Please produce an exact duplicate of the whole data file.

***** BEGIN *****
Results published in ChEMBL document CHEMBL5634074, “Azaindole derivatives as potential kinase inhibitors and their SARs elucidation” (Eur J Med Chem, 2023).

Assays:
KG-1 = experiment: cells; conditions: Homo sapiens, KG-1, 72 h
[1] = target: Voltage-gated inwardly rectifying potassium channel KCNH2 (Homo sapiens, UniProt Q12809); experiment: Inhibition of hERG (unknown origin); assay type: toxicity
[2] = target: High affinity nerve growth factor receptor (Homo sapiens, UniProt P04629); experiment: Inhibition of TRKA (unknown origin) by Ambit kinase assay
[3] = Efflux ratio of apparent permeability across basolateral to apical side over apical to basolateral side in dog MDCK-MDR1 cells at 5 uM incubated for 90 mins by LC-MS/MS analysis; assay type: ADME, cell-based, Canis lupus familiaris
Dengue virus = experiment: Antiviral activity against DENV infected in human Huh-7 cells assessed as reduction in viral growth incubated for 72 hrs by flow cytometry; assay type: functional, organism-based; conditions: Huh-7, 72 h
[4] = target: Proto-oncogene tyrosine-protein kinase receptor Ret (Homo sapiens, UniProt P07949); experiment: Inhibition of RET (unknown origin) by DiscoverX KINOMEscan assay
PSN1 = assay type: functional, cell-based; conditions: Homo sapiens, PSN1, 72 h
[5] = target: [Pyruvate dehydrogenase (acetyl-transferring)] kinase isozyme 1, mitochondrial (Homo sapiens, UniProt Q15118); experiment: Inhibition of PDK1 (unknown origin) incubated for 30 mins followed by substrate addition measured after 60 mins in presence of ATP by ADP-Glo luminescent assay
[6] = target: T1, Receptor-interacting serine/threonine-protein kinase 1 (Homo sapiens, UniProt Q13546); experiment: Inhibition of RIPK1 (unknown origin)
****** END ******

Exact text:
Results published in ChEMBL document CHEMBL5634074, “Azaindole derivatives as potential kinase inhibitors and their SARs elucidation” (Eur J Med Chem, 2023).

Assays:
KG-1 = experiment: cells; conditions: Homo sapiens, KG-1, 72 h
[1] = target: Voltage-gated inwardly rectifying potassium channel KCNH2 (Homo sapiens, UniProt Q12809); experiment: Inhibition of hERG (unknown origin); assay type: toxicity
[2] = target: High affinity nerve growth factor receptor (Homo sapiens, UniProt P04629); experiment: Inhibition of TRKA (unknown origin) by Ambit kinase assay
[3] = Efflux ratio of apparent permeability across basolateral to apical side over apical to basolateral side in dog MDCK-MDR1 cells at 5 uM incubated for 90 mins by LC-MS/MS analysis; assay type: ADME, cell-based, Canis lupus familiaris
Dengue virus = experiment: Antiviral activity against DENV infected in human Huh-7 cells assessed as reduction in viral growth incubated for 72 hrs by flow cytometry; assay type: functional, organism-based; conditions: Huh-7, 72 h
[4] = target: Proto-oncogene tyrosine-protein kinase receptor Ret (Homo sapiens, UniProt P07949); experiment: Inhibition of RET (unknown origin) by DiscoverX KINOMEscan assay
PSN1 = assay type: functional, cell-based; conditions: Homo sapiens, PSN1, 72 h
[5] = target: [Pyruvate dehydrogenase (acetyl-transferring)] kinase isozyme 1, mitochondrial (Homo sapiens, UniProt Q15118); experiment: Inhibition of PDK1 (unknown origin) incubated for 30 mins followed by substrate addition measured after 60 mins in presence of ATP by ADP-Glo luminescent assay
[6] = target: T1, Receptor-interacting serine/threonine-protein kinase 1 (Homo sapiens, UniProt Q13546); experiment: Inhibition of RIPK1 (unknown origin)